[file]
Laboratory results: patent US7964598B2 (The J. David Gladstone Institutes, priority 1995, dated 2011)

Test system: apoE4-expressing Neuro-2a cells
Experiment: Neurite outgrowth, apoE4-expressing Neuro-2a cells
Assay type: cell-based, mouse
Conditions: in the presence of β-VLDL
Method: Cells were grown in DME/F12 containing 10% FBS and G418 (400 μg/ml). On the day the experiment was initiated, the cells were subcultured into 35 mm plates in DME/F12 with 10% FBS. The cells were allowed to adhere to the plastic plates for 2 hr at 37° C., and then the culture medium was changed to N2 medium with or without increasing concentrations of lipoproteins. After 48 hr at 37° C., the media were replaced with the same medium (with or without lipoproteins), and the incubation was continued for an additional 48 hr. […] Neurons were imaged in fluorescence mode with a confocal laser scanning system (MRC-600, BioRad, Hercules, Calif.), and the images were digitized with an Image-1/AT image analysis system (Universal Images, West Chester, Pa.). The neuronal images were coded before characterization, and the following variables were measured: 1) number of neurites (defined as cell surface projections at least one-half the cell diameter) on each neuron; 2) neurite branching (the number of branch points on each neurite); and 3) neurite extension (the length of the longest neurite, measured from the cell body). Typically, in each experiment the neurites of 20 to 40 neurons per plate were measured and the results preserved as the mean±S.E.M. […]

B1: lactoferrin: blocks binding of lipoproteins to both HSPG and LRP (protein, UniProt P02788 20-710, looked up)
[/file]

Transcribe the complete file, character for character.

Laboratory results: patent US7964598B2 (The J. David Gladstone Institutes, priority 1995, dated 2011)

Test system: apoE4-expressing Neuro-2a cells
Experiment: Neurite outgrowth, apoE4-expressing Neuro-2a cells
Assay type: cell-based, mouse
Conditions: in the presence of β-VLDL
Method: Cells were grown in DME/F12 containing 10% FBS and G418 (400 μg/ml). On the day the experiment was initiated, the cells were subcultured into 35 mm plates in DME/F12 with 10% FBS. The cells were allowed to adhere to the plastic plates for 2 hr at 37° C., and then the culture medium was changed to N2 medium with or without increasing concentrations of lipoproteins. After 48 hr at 37° C., the media were replaced with the same medium (with or without lipoproteins), and the incubation was continued for an additional 48 hr. […] Neurons were imaged in fluorescence mode with a confocal laser scanning system (MRC-600, BioRad, Hercules, Calif.), and the images were digitized with an Image-1/AT image analysis system (Universal Images, West Chester, Pa.). The neuronal images were coded before characterization, and the following variables were measured: 1) number of neurites (defined as cell surface projections at least one-half the cell diameter) on each neuron; 2) neurite branching (the number of branch points on each neurite); and 3) neurite extension (the length of the longest neurite, measured from the cell body). Typically, in each experiment the neurites of 20 to 40 neurons per plate were measured and the results preserved as the mean±S.E.M. […]

B1: lactoferrin: blocks binding of lipoproteins to both HSPG and LRP (protein, UniProt P02788 20-710, looked up)